HEINEN v. NORTHROP GRUMMAN CORP. (February 7, 2012)
Gregory Heinen accepted a job offer from Northrop Grumman Corp. that required him to move from his home in California to Illinois. As part of the hiring process, Heinen entered into an employment contract, a contract agreeing to abide by Northrop's dispute resolution process, and a relocation agreement. The dispute resolution process requires arbitration of all employment related disputes. The other two contracts do not refer to arbitration. Heinen brought suit in Illinois state court alleging that Northrop breached the relocation agreement. Northrop removed on diversity grounds, asserting that Heinen was a Massachusetts "resident," and therefore a Massachusetts "citizen." Judge Conlon (N.D. Ill.) dismissed the complaint on the ground that Heinen's agreement to arbitrate extended to his complaints about the relocation agreement. Heinen appeals.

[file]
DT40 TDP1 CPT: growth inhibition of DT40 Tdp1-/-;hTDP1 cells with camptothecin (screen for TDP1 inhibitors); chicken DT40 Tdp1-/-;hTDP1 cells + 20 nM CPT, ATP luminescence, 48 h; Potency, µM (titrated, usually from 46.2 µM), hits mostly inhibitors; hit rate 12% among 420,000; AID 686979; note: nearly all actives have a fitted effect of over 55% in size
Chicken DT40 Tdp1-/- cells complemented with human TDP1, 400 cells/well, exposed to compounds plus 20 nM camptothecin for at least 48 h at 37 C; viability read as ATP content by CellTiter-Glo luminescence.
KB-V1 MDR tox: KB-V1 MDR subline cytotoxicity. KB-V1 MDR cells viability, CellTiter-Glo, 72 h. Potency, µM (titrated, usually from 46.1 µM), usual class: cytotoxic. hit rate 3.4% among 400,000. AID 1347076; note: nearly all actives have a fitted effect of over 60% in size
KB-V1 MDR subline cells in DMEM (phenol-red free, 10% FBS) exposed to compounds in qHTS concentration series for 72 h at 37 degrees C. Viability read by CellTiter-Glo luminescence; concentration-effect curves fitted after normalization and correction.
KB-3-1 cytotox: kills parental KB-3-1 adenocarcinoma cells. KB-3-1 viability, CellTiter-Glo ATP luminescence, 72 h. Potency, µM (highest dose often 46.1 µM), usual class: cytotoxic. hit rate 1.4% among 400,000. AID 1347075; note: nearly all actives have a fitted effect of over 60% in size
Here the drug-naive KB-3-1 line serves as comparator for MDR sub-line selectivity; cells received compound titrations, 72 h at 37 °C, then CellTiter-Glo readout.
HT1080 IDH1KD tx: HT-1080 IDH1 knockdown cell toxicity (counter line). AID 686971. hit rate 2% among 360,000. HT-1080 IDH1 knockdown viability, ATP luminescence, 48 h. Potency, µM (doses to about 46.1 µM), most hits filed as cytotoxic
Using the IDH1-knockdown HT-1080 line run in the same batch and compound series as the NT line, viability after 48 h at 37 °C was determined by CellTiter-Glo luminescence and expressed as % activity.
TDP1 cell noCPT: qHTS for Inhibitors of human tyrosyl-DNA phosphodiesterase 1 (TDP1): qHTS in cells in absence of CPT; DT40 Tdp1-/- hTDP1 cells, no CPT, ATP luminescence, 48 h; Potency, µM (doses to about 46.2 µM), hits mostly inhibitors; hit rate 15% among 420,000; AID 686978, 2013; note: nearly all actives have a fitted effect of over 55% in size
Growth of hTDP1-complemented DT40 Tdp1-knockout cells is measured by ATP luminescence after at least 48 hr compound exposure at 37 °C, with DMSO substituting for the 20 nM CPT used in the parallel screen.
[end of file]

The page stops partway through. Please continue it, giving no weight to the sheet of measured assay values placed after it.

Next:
In their opinion, Seventh Circuit Chief Judge Easterbrook and Judges Rovner and Tinder affirmed and denied Northrop's motion for sanctions. The Court had little difficulty in affirming on the merits. The dispute resolution agreement requires Davis to arbitrate "[a]ny employment-related claim." The clause is broad enough to cover a relocation benefits dispute since relocation benefits are related to employment. Collateral to the merits, the Court was quite critical of the lawyering in two respects. First, Northrop's removal papers referred only to residence. Citizenship for diversity purposes is based on domicile, not residence. The amended removal papers, filed after oral argument, were quite sufficient to show that Heinen was domiciled in Massachusetts. Northrop's failure to adequately allege citizenship in its original removal papers wasted a lot of the Court's time and the clients’ money. Second, Northrop sought sanctions for what it called a frivolous appeal but failed to follow Rule 38 in doing so and then unnecessarily filed a separate motion for sanctions after oral argument. The Court agreed that the appeal was frivolous but declined to award sanctions to a party that itself fails to follow the rules.